You’ve heard of Intel’s recent “Cougar Point” chipset screwup causing all motherboards for Sandy Bridge-based Core i7 processors to be pulled from the market until next month when new parts will appear. We’ve also all read the reviews that show the new i7 processors to be very fast and beating AMD’s current lineup in terms of performance. So where does AMD stand?
Well, AMD still has a nice selection of processors in the $100 – $150 range, but they can’t compete with the higher performing Intel processors priced higher. At that $150+ point it just makes more sense to load up your new rig with an i5-2400 or an i7-2600K if you have the cash.
But since you can’t purchase a Sandy Bridge based machine at the moment, doesn’t that leave a market gap for AMD to fill up? Oh, and isn’t it tax return season in the USA? Well, yes to both questions.
People can’t wait to splurge their tax return money on stuff, and many will spend it on a new computer. If you’ve filed your taxes in January or early this month, you should be getting that money pretty soon, and not in time for Sandy Bridge to return if Intel’s statements are correct.
In this spirit, AMD launched its “Ready. Willing. And Stable” ad campaign to take away Intel’s customers. But if you really think about it, why on earth would you buy an old AMD processor when: 1.) Sandy Bridge will be back soon if you can just keep that burning cash in your pocket for a little bit longer, 2.) the current AMD lineup is less than impressive when it comes to performance, and 3.) AMD is poised to release its new “Bulldozer” processor later this year?
I see no reason whatsoever. Bulldozer based chips will be able to compete with Sandy Bridge if we’re to believe AMD’s preliminary reports of a 50% performance increase over Core i7 950, so AMD should put its focus on that instead of launching a FUD campaign.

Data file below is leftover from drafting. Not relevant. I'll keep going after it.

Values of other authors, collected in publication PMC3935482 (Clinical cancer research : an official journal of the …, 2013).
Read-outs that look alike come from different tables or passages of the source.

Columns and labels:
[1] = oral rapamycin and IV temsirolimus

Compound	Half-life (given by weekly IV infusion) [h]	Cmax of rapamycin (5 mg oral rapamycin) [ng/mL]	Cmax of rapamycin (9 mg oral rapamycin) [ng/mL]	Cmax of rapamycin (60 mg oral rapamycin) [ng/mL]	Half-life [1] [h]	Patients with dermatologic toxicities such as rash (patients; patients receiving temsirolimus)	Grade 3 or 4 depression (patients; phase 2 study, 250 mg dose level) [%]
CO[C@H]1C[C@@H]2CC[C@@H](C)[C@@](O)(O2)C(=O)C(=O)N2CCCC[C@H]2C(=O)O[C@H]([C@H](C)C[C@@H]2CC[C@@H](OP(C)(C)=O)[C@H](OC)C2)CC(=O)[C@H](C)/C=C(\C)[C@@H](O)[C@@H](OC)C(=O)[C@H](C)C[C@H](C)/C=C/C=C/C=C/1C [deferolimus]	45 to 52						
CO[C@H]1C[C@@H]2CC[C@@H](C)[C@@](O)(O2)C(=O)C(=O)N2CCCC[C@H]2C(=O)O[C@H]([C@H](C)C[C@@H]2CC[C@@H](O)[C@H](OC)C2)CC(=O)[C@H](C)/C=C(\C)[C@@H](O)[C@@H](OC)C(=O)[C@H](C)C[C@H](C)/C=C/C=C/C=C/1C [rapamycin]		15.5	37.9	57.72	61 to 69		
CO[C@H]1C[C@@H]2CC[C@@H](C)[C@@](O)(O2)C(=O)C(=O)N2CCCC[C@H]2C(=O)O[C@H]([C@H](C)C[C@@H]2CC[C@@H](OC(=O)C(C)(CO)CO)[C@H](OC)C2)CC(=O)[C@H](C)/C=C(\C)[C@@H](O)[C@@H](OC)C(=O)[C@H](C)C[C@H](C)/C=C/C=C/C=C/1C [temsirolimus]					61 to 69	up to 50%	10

So, come on AMD, show us what you’re made of. Show us the AMD of the late 1990s and early 2000s that delivered competing products at a lower cost point, not this finger-pointing toothless shell of past achievements.
Sandy Bridge is Intel’s new microarchitecture, slated for release in January of 2011. Sandy Bridge processors will effectively phase-out the current lineup of processors, based on the LGA 1366 socket, with processors fitting a brand new socket, LGA 2011.
While I understand the need for technology to move forward, and am an avid user of Intel CPUs myself, I can’t help but feel underwhelmed by the reviews, especially on the IGP (integrated graphics processor) front, the part that concerns me greatly.
The tech that Intel chose to use on the die is the HD 3000, and it’s little brother the HD 2000. Let’s hope it’s nothing like the GMA (Graphics Media Accelerator) X3000 and family, the scourge of the entire IGP world. Please, Intel, please.
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Intel demoed Larrabee for the first time to the public at the IDF (Intel Developer Forum), according to PC Pro.
The attached screenshot is a bit underwhelming but maybe we’ll see some impressive examples soon. In any case, if the demo is at the IDF now, the public release couldn’t be far off.
In case you haven’t heard — it seems like Larrabee was cancelled for good.
Been gone for a couple of days but I’m back with some cool stuff from Intel. Intel has posted a whole bunch of stuff from GDC 2009 on their site, you can check it out right here.
Interestingly, my postscript got answered, Intel has posted (a preview) of Tom Forsyth’s talk on Larrabee’s SIMD extensions, the full version should come online in one month according to the site.
As always with Intel (and many others), you have to read through the marketing crud and filter out the core.
Today Intel released it’s new issue of “Intel Visual Adrenaline” featuring a three page interview with Tom Forsyth about Intel’s upcoming Larrabee GPU, which is x86 based and fully programmable.
Click here to read the PDF, scroll down to page eight (8)
Larrabee will support a rasterization pipeline as well as raytracing but Forsyth mentions raytracing to be more of a technical feature than a mainstream implementation. Regardless of this, for graphics programmers this should be good as there will finally be a piece of hardware that actually supports realtime raytracing.
Direct3D as well as OpenGL will be supported in addition to the much anticipated programmable route, either through C++ or pure assembly, which should open up the card for people interested in parallel computing.
Sadly there’s no definitive answer from Forsyth on how many cores Larrabee will actually contain. I guess we’ll have to wait for that a bit longer.
PS, if anyone is at GDC listening to Abrash and Forsyth tomorrow, let me know what you got from it.